Baltimore electronic veteran Dan Deacon is back. After his praised 2009 “Bromst”, his new record “America” – out on Domino this week – does not fall short of expectations. It features the uplifting electronic collages he is known for, executed superbly, but it takes things beyond that this time. Because while the first part of the record is a varied collection of single songs, alternating the hymnal and the noisy, and picking up where Bromst left us three yeas ago, it is the latter half, the b-side, that really gets things going for me. It contains of a four-part suite “USA I-IV”, to be consumed in one go.
Deacon has been working with the Kitchener-Waterloo Symphony recently, and you can hear the impact this had on his music in this second part of the record. He always liked the push and burst, but he blew this up to a grand gesture now – to orchestral proportions, so to speak. He said in an interview that the mellow third part of this suite is the centerpiece of the record, a record that for Deacon is less about the party and more about meaning than his previous work. He does not disclose what meaning that is, exactly: “What problem specifically are you referring to? I guess I’m talking about the massive oppression and enslavement of most of the world.” The sad thing is, I am not sure if this is irony.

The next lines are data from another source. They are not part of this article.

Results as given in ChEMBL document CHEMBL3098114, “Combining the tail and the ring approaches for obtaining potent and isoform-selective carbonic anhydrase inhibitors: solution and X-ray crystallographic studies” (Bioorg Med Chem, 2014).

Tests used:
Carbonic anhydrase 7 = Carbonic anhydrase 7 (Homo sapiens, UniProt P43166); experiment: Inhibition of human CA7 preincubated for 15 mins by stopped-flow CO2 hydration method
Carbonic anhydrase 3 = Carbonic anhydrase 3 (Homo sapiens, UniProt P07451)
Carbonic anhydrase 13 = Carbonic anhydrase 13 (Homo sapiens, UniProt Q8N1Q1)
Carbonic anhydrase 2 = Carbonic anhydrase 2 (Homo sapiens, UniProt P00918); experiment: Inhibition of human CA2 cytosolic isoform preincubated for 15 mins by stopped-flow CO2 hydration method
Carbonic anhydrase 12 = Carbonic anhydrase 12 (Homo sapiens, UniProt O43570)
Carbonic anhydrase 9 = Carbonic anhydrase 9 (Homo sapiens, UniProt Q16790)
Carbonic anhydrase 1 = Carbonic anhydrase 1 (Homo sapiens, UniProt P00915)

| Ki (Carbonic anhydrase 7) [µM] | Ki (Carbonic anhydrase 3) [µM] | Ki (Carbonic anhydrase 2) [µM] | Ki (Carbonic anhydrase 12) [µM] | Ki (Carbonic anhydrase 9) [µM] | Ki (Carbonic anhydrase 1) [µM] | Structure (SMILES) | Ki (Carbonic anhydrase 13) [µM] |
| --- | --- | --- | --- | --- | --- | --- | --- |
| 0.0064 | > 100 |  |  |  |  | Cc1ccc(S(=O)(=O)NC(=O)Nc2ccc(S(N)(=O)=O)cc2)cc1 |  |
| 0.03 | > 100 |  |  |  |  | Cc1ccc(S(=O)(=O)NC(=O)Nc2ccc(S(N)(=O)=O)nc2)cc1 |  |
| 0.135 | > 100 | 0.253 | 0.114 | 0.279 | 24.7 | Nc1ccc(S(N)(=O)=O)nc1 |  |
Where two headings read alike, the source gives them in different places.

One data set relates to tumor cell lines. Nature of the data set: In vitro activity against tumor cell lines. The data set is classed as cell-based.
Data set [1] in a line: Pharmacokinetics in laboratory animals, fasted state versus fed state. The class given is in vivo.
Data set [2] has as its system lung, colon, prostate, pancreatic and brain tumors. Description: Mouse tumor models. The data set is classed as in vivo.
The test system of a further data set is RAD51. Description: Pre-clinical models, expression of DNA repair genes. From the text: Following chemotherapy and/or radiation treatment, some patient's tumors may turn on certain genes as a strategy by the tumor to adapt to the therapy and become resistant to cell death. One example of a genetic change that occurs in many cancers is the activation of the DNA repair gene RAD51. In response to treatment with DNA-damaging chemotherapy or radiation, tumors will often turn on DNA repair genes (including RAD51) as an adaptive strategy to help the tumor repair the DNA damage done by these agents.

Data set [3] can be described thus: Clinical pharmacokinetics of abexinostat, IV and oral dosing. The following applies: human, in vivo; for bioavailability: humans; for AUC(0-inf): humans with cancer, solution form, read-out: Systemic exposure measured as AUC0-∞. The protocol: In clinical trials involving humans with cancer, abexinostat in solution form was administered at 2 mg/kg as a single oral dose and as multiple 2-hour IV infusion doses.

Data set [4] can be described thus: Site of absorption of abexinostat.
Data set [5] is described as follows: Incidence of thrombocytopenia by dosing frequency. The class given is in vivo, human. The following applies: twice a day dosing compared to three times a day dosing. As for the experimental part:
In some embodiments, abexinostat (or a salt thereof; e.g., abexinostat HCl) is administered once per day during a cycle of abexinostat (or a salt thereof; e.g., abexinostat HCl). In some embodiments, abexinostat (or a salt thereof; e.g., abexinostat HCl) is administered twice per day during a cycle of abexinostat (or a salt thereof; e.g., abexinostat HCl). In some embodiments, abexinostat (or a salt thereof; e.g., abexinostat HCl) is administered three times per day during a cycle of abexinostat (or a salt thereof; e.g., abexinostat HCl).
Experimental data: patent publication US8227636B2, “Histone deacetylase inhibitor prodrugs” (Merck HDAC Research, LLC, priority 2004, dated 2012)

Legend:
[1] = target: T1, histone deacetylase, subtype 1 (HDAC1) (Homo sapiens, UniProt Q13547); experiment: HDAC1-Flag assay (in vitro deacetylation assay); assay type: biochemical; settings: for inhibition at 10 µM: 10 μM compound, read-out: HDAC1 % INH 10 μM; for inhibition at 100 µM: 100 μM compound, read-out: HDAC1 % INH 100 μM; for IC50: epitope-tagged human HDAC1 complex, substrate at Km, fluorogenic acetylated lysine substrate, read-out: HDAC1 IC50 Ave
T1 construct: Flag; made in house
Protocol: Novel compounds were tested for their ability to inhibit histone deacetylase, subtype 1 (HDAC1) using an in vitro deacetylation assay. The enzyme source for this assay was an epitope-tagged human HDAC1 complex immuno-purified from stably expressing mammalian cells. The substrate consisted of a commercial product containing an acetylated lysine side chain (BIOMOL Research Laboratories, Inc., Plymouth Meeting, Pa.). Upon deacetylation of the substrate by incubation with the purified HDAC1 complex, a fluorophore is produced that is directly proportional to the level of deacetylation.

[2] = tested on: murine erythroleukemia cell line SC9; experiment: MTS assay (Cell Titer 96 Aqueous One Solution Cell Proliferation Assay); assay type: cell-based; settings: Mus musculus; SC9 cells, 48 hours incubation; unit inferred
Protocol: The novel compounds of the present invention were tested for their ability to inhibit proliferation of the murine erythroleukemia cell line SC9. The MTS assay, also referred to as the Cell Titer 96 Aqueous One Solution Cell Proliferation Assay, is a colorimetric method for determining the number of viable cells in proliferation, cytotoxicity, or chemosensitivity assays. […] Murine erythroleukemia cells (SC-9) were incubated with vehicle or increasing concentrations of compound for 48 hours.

As is common among pre-released songs, “True Trush” and “Lots” show the link to his older work, so as to ease the audience into his new work slowly. And while I really like them, they aren’t neccessarily the best tracks on “America”. But they are only ones I can offer you now, unfortunaltely. So please give the whole record a spin, especially the “USA” suite – old fans will find something new, and new listeners will become fans pretty soon. Because this is a great piece of orchestral electronic music, regardless of it’s meaning.